Bye Bye, Brexit

Nobody ever lost money betting in favor of human folly.

As Boris Johnson intimated in his resignation speech on Thursday, never underestimate the primitive power of the herd.

With the daggers still dangling from Boris Johnson’s midriff, Brexiteers who willed his end now fear the end of Brexit itself.

Bless their cotton socks. Perhaps ultra-Remainers such as Michael Heseltine, and Andrew Adonis, gave the Brexiteers too little to chew on.

For the last nine months, a loathsome period in which the broadcast media and Remainer establishment churned daily a ceaseless campaign to remove the most popular Tory prime minister since Thatcher, Heseltine and Adonis have repeated with Aspergic indulgence their little ditty: “If Boris goes, Brexit goes.”

No doubt Tony Blair and his platoon of Euro fanatics thought the same thing, though they weren’t quite brazen enough to say it aloud. These loathsome creatures, remember, backed a second referendum to overturn the original referendum. You know what they called that little caper? “The People’s Vote.”

Such a mantra isn’t exactly the Rosetta Stone, but let’s enlighten those who’ve not yet grasped what they’ve aided and abetted, and unpack for them that enigmatic little ditty, shall we?

The first proposition, “If Boris goes,” predicates the second proposition, “Brexit goes.” Now, my parents didn’t spend three times the average annual salary to educate me at Eton, unlike those wailing as I type, but one doesn’t require a Ph.D. in applied linguistics to decipher the code. Now, Boris has gone. What, according to the logical direction of that slogan, follows next?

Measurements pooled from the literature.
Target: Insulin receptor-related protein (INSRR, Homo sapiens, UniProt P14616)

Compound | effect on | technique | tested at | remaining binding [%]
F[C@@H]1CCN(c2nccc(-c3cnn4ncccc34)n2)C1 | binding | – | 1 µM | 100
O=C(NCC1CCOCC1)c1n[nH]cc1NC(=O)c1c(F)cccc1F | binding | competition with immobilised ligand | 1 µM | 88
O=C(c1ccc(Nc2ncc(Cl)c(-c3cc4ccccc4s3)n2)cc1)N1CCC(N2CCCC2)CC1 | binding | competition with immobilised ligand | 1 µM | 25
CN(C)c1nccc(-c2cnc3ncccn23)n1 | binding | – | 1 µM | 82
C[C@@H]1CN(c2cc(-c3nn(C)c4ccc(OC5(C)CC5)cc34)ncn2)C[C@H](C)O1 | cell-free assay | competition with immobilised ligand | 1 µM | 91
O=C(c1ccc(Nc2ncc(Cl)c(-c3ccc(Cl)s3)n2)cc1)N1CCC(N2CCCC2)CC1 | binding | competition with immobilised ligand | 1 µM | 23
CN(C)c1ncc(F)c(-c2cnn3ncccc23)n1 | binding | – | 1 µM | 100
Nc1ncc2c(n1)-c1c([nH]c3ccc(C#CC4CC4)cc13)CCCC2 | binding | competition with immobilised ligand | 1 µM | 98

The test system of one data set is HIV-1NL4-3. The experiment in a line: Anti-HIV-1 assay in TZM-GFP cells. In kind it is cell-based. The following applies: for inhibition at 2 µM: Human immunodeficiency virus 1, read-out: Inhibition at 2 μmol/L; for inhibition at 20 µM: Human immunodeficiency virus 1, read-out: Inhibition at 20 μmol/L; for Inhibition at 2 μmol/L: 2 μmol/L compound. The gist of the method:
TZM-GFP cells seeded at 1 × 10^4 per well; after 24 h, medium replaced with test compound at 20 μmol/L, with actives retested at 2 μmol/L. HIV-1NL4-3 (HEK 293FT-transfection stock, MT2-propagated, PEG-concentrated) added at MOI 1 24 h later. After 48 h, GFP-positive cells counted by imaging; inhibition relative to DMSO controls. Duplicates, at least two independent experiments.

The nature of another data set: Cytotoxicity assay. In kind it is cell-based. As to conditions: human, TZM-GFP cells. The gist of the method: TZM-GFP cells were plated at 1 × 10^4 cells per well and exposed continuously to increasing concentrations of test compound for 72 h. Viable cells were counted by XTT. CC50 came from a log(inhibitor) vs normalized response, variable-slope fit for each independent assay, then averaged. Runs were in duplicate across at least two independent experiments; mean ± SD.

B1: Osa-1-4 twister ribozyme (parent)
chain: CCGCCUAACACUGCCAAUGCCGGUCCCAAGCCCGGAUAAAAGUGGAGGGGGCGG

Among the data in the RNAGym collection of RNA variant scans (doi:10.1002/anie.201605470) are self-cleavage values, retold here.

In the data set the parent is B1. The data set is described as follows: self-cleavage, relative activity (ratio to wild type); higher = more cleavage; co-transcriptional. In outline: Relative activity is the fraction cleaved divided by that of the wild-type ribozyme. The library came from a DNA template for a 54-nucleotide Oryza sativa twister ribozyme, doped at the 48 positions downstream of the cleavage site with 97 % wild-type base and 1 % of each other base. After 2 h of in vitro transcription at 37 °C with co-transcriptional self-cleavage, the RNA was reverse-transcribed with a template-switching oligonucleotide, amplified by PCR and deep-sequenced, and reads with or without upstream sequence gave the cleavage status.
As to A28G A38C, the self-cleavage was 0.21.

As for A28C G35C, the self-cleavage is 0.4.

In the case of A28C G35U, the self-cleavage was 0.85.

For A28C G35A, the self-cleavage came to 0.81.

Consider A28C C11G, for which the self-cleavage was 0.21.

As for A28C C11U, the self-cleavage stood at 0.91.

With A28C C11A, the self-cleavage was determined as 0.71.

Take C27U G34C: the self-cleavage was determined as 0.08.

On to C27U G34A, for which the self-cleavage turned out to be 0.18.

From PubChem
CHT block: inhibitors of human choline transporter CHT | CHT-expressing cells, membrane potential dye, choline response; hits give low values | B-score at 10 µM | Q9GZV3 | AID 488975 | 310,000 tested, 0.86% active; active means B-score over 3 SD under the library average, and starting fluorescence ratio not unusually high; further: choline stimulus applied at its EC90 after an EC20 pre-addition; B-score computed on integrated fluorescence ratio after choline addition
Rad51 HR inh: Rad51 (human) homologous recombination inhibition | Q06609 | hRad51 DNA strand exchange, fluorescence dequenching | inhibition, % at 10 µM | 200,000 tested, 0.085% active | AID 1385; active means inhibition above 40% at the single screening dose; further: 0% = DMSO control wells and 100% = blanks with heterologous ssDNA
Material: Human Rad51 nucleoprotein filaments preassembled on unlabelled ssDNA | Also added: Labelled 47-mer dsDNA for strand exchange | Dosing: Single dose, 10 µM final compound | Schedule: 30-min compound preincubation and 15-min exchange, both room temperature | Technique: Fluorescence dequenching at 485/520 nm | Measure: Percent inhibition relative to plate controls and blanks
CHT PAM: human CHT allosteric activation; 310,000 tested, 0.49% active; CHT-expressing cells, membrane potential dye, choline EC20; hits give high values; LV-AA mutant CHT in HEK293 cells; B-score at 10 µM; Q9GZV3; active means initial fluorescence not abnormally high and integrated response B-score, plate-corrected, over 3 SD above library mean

Give them time, they’re probably busy “leaning in” or “networking”—the chief occupations of insufferable dullards who peaked in high school.

I’m sure they’ll work it out sooner rather than later.

After nine months of relentless media hounding, a period in which one faux scandal—from Partygate (Boris ate some cake!) to Pinchergate (a lawmaker got handsy)—morphed into another faux scandal, Boris, the man who got Brexit done, is done.

(Excuse the suffix of  “-gate.” Our media class of failed celebrities, writers manqué, and gossipmongers dignify their high-school renditions with vainglorious addendums, as if every scandal of the past half-century rises to the level of Watergate.)

If you wish to understand British politics, imagine Lord of The Flies populated with lackluster narcissists whose inherent talent falls far short of their ambitions and abilities. The result? A biannual bloodbath.

No doubt, the meejah experts who, since 2015, have missed two Tory majorities, the rise of Jeremy Corbyn, Brexit, Trump, the Boris landslide, and a total realignment of British politics—all while enbubbled in the heart of the action—have some insight to deploy.

They’ve no idea what they’re talking about. But they keep talking. Last week, their daily prognostications of “Boris is finished” finally came true.

Like clockwork, the predictability of these loathsome creatures leaves behind them a familiar slime.